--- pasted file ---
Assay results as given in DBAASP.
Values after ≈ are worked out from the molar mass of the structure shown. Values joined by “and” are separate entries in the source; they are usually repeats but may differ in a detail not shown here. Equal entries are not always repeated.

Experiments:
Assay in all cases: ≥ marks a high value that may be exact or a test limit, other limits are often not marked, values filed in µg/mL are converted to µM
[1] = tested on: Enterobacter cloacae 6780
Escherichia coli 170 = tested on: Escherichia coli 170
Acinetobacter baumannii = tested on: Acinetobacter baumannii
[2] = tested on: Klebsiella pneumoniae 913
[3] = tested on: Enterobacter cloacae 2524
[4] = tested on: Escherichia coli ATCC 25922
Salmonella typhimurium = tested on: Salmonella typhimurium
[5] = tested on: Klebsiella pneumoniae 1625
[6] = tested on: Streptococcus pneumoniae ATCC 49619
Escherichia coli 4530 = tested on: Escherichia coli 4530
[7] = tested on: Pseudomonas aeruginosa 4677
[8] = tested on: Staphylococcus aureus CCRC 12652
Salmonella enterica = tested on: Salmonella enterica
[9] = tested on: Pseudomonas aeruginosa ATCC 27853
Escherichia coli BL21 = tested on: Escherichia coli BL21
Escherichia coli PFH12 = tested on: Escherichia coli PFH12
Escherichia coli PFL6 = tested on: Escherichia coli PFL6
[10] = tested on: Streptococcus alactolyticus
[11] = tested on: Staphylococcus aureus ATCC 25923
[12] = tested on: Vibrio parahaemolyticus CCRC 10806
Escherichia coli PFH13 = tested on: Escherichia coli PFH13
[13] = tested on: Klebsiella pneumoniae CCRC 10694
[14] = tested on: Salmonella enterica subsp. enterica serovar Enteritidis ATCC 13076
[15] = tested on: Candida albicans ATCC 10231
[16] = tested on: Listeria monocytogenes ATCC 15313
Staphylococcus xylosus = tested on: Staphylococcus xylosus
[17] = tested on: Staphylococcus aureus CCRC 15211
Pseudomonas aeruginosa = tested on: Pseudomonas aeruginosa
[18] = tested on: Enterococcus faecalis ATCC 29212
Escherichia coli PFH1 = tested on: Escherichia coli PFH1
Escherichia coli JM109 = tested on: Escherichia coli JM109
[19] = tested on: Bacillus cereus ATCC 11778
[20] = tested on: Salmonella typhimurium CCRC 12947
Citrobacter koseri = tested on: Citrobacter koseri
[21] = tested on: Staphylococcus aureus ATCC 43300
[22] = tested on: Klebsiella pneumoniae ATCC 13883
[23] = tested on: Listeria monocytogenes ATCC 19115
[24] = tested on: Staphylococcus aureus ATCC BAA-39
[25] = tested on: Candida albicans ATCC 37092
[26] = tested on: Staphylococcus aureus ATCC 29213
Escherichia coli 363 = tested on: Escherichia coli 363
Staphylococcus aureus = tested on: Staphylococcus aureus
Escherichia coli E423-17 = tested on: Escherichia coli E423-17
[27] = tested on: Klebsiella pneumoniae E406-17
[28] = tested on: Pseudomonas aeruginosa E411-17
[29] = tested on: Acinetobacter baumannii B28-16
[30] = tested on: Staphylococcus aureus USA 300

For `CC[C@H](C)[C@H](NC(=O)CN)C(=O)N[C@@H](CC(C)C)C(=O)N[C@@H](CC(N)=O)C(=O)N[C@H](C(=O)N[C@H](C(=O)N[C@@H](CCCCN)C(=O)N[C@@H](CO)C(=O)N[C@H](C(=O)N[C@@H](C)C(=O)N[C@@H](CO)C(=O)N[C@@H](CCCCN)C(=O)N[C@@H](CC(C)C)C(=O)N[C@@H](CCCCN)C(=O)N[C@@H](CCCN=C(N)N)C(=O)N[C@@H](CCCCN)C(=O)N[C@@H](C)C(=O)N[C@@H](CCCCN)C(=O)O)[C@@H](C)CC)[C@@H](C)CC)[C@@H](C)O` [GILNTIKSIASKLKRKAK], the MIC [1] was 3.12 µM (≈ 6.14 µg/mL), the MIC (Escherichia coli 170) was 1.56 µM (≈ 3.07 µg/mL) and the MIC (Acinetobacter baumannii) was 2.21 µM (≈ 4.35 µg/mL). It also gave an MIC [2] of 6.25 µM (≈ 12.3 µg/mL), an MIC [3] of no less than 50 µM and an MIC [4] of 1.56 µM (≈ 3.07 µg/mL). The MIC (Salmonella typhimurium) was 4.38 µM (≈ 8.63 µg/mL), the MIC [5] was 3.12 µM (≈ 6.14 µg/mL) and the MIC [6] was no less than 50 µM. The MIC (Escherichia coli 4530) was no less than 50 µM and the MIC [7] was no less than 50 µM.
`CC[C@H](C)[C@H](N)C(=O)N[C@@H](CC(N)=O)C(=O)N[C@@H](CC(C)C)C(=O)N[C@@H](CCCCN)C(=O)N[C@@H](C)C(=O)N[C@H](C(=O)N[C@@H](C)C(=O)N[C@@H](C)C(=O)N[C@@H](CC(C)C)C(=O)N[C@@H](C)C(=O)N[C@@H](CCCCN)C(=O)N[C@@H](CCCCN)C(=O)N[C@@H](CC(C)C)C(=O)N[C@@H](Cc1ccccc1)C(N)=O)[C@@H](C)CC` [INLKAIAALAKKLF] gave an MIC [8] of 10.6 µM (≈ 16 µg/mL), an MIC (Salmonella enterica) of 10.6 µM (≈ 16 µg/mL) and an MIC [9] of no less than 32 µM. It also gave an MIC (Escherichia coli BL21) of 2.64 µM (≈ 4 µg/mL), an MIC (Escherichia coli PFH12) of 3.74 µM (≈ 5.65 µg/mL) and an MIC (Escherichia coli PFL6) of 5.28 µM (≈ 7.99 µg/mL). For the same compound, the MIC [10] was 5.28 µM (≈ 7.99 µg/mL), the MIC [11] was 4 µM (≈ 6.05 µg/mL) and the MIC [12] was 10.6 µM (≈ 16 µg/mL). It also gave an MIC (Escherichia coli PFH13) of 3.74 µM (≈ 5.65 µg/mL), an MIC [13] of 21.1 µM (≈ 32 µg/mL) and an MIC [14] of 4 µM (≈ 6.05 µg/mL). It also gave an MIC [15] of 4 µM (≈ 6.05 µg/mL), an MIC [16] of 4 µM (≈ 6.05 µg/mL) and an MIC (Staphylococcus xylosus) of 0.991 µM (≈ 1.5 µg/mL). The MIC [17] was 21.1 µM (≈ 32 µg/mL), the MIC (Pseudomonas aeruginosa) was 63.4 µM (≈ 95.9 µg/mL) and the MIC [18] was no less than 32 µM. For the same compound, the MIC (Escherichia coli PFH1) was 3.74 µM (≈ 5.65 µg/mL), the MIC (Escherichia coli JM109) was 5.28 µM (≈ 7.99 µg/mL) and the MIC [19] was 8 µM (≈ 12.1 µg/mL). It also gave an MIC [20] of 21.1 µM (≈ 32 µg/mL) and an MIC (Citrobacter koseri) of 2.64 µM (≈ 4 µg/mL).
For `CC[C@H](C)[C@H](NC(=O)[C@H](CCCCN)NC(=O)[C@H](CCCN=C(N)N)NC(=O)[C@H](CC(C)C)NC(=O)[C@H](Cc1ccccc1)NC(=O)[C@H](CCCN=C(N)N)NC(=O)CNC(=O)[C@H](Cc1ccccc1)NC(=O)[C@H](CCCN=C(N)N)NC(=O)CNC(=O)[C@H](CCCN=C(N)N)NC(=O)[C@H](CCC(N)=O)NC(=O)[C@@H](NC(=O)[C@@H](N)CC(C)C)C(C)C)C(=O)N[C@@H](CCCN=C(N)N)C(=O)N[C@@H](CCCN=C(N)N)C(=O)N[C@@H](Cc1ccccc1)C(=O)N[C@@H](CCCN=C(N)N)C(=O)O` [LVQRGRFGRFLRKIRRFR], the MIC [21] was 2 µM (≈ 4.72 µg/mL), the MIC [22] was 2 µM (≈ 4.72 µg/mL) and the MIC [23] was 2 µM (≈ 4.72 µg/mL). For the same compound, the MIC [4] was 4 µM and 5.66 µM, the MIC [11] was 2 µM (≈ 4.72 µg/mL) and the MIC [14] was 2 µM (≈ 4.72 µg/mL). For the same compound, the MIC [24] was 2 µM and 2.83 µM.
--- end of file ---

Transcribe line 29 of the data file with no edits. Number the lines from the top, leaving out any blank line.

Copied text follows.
[16] = tested on: Listeria monocytogenes ATCC 15313